The James Webb Space Telescope has revealed magnificent new images of a large hourglass-shaped dust cloud around an evolving star.
Until now invisible, these orange and blue clouds became visible thanks to the infrared camera NIRCam. The very young star, known as “protostar L1527”, is located in the constellation Taurus and is hidden by a rotating disk of gas at the level of the hourglass constriction.
But light from that protostar bursts above and below that disk, illuminating gaps in the surrounding gas and dust, NASA and the European Space Agency (ESA) announced in a joint statement.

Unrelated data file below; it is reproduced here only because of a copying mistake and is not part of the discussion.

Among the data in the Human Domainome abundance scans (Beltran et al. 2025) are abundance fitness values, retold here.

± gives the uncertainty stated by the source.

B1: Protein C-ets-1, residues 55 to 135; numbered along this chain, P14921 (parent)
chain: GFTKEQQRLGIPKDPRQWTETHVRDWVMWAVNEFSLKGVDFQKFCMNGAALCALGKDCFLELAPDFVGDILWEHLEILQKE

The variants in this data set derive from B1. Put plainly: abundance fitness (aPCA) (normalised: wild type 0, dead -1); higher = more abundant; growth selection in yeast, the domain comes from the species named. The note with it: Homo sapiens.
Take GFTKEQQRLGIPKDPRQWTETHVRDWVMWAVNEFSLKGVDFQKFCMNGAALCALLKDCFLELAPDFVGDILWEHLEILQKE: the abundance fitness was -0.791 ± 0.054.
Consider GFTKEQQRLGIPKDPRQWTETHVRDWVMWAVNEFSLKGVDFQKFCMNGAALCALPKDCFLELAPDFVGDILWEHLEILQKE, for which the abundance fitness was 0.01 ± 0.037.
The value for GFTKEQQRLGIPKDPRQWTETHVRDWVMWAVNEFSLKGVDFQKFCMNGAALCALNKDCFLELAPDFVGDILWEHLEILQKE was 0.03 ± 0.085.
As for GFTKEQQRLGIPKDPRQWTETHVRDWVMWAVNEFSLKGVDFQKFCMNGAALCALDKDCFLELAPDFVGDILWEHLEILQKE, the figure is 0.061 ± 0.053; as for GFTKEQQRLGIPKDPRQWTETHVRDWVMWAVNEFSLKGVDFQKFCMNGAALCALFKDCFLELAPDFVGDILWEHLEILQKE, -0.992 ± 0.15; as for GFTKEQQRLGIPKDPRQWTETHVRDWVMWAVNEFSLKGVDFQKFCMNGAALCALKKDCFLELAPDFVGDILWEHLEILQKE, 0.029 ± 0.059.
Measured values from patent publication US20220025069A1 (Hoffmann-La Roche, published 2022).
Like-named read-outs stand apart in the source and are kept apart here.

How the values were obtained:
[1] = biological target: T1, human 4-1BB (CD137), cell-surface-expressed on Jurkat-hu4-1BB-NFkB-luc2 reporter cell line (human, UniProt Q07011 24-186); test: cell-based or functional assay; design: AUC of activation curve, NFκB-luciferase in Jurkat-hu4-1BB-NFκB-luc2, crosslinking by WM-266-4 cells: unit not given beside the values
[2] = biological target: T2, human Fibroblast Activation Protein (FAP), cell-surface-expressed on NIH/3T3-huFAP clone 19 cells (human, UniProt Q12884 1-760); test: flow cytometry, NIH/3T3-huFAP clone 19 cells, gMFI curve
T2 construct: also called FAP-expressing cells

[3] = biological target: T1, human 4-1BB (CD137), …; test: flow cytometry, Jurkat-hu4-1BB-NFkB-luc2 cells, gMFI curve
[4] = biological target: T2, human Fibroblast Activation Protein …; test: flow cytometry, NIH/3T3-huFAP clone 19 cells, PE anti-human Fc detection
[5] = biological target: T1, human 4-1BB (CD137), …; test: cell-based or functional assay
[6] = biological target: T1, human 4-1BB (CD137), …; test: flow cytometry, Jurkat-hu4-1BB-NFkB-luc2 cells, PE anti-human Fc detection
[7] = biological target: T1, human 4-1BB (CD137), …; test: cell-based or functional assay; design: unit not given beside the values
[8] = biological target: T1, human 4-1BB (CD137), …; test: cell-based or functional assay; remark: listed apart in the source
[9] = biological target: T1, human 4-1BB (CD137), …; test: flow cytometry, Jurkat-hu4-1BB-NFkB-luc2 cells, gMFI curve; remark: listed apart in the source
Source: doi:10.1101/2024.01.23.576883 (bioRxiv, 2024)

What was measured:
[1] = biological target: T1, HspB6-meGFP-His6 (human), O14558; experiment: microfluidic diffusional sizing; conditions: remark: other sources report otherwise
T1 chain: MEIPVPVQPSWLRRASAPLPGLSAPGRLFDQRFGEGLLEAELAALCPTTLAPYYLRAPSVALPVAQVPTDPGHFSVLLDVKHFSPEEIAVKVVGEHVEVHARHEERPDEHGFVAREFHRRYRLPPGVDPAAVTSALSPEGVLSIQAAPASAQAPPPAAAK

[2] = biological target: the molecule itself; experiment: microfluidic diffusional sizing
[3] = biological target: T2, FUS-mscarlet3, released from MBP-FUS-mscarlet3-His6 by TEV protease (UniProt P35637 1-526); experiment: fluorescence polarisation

Clouds are formed by matter ejected from a star colliding with surrounding matter. The dust is finer in the blue parts, heavier than the orange ones. One hundred thousand years old, the protostar is in the earliest stages of formation. It still cannot generate its own energy.
The surrounding black disk, roughly the size of our solar system, will feed the protostellar material until it reaches the threshold necessary to trigger fusion.
“Ultimately, the view of L1527 is a window into what our Sun and the Solar System looked like in the beginning,” the statement said.
The Taurus Molecular Cloud, located about 430 light-years from Earth, is a stellar nursery of hundreds of soon-to-be-formed stars.